Classic Phenylketonuria (PKU)



Classic phenylketonuria (PKU) is a condition in which the body is unable to break down certain building blocks of proteins, known as amino acids. Individuals with PKU cannot break down the amino acid phenylalanine. If left untreated, PKU can cause brain damage or even death. However, if the condition is detected early and treatment is begun, individuals with PKU can lead healthy lives. Phenylketonuria is a condition with multiple forms, each with different treatments and outcomes. Classic PKU is the most severe form. Babies with PKU usually seem healthy at birth, but signs of the condition begin to appear around 6 months of age. Signs of PKU include irritability, seizures (epilepsy), dry, scaly skin (eczema), musty body odor, pale hair and skin, and developmental delays. Many of these signs may occur when a baby eats foods the body cannot break down.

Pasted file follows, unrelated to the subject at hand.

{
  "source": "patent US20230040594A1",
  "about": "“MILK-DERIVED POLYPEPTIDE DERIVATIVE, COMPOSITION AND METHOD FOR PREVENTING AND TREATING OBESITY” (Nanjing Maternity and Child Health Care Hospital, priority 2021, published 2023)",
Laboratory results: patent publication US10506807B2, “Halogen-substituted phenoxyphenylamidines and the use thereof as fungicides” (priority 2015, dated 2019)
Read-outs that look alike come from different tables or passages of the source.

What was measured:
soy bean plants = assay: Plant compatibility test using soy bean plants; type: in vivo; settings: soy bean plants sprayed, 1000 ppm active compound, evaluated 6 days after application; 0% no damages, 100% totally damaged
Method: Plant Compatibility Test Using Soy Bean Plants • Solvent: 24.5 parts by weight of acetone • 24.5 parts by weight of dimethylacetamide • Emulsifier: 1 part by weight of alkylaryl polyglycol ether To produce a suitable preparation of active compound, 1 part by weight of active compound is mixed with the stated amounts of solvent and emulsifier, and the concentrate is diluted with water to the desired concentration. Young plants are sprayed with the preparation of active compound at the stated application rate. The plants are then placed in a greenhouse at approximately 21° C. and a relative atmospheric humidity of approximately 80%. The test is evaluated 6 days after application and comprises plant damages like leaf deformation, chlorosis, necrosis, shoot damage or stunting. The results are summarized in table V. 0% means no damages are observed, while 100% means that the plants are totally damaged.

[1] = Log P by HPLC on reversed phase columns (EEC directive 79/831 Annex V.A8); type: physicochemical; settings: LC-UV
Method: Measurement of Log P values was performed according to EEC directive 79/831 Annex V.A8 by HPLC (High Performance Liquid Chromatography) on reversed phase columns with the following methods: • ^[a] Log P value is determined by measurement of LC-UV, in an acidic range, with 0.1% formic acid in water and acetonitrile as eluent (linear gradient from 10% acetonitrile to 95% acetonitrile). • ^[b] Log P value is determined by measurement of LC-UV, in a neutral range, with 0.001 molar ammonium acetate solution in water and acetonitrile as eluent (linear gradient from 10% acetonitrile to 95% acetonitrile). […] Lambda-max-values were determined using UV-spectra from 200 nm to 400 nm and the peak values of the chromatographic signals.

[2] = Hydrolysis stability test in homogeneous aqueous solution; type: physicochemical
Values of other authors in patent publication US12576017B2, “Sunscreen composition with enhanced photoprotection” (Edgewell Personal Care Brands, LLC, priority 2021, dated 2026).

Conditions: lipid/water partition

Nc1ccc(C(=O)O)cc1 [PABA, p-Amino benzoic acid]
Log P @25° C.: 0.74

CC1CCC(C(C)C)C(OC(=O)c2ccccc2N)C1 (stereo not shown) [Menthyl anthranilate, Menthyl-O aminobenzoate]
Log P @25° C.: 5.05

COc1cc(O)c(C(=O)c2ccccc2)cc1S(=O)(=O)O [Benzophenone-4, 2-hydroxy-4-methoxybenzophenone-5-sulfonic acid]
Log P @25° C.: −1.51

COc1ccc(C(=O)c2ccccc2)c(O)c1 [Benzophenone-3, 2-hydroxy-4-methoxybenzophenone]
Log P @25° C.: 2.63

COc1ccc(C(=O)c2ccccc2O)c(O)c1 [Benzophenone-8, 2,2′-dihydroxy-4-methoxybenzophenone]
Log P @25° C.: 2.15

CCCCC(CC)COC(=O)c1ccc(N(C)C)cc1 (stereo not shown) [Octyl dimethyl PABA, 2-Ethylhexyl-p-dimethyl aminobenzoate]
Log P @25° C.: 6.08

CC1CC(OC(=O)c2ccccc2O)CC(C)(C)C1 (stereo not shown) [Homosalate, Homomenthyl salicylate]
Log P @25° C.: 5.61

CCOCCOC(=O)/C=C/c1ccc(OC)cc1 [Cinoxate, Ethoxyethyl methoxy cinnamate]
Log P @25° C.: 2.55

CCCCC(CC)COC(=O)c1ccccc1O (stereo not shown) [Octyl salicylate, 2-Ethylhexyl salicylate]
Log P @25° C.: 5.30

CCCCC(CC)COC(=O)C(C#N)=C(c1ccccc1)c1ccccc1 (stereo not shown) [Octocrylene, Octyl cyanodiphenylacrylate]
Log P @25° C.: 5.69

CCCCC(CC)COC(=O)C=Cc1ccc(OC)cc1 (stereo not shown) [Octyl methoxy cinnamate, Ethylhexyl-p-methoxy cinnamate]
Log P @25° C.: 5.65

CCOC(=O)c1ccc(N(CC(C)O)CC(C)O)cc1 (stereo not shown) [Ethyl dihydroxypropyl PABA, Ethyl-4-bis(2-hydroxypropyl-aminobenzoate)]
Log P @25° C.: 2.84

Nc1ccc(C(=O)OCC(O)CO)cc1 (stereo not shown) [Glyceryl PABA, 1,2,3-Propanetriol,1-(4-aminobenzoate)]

Condition Type:

Core Conditions


In the United States, 1 in every 10,000 to 15,000 babies is affected by phenylketonuria (PKU).

More Information for Parents:
Also known as:
  • Phenylketonuria
  • Classic phenylketonuria
  • Phenylalanine hydroxylase deficiency
  • Hyperphenylalaninemia — classic type
  • PAH deficiency

Core Conditions